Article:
Larry Page's voice might not ooze excitement, but he expressed a lot of enthusiasm for Google's sales force and technology during the blowout first-quarter 2013 earnings call. "This week after three years of development we started to handing over Glass devices developers. I get chills on a user product that is the future and that happens when I use Glass," the Google CEO said.
Page addressed a question about building out an ecosystem for developers around Glass. "It's the early days. We are just handing over small numbers so far. We are probably pretty good at third-party ecosystems, like Android and other areas," Page said with some modesty.
Regarding whether the $1,500 price tag for Glass would come down soon, Page said, "The price tag was set for developers for early test. We don't have news to announce there. I'm not sure I would call it a luxury price, but it's a pretty high price. I like what we are doing with Glass. I find the photo-taking, video, phone calling, quick messaging, directions is a pretty amazing experience."
Google's wearable eyeware is expected to ship to several thousand developers in the coming days. It captures 5-megapixel images and video at a 720p resolution, and has 16GB of Flash storage synced with Google cloud storage, of which 12GB is usable. The headset includes Bluetooth and Wi-Fi connectivity, but uses the slower 802.11b/g standards. A MyGlass companion app enables GPS and SMS messaging but works only with Android 4.0.3 or higher.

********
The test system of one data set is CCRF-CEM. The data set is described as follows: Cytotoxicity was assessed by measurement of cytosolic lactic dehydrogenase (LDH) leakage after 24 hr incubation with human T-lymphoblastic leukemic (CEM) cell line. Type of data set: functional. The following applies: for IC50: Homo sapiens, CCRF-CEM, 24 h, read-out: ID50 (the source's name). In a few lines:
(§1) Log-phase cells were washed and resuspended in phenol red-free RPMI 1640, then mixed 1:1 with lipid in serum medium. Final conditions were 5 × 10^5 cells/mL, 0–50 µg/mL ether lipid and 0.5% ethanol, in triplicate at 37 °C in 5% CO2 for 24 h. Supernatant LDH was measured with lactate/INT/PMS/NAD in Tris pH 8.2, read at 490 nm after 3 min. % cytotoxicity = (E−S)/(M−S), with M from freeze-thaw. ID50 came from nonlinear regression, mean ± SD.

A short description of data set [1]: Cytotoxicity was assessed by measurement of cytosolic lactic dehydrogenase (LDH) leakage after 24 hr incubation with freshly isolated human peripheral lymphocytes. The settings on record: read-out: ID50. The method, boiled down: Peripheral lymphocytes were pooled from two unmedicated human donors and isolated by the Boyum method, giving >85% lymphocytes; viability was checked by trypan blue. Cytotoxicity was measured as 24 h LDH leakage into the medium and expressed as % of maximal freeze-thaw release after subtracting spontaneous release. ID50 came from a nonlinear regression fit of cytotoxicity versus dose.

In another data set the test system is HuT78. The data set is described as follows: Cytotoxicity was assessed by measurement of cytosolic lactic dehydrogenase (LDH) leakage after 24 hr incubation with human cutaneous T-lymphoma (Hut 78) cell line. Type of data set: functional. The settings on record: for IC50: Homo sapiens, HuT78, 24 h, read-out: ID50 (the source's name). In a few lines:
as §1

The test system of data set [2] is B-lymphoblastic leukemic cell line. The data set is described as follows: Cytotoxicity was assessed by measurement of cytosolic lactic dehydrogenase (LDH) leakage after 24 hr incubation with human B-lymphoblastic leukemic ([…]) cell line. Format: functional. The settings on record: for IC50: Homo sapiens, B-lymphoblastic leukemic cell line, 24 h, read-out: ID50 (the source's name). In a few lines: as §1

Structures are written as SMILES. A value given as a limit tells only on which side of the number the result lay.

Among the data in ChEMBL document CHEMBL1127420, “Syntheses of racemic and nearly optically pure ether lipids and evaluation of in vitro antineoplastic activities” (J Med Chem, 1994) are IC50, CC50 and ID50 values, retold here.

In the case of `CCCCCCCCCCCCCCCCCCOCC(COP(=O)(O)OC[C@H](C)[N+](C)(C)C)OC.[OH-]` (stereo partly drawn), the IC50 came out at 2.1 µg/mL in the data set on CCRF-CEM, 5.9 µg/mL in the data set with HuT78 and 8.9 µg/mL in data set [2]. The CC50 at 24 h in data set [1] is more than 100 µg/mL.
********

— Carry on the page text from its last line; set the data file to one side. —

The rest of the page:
Page also talked up Google Now, the Android-based intelligent personal assistant that extends search with a natural-language user interface, and Voice Search, but not Google+, the company's social network.
"I'm also excited about our Voice Search momentum. Looking for the nearest pharmacy? Just ask Google for directions, and we will deliver them instantly. No typing needed. You can now have conversational questions, like 'do I need a jacket this weekend?' Voice commands are going to be increasingly important. It's much less hassle to talk than type. This quarter, we launched Chrome Web speech APIs, so developers can now easily add voice recognition into their Web apps," Page said.
While Glass is in its early days and doesn't have an advertising focus, Page believes it will be able to be monetized. "We are not worried about making money. We've been successful with advertising because we view it as another source of information," he said. "We know about making things more efficient, getting information to the right people at the right time."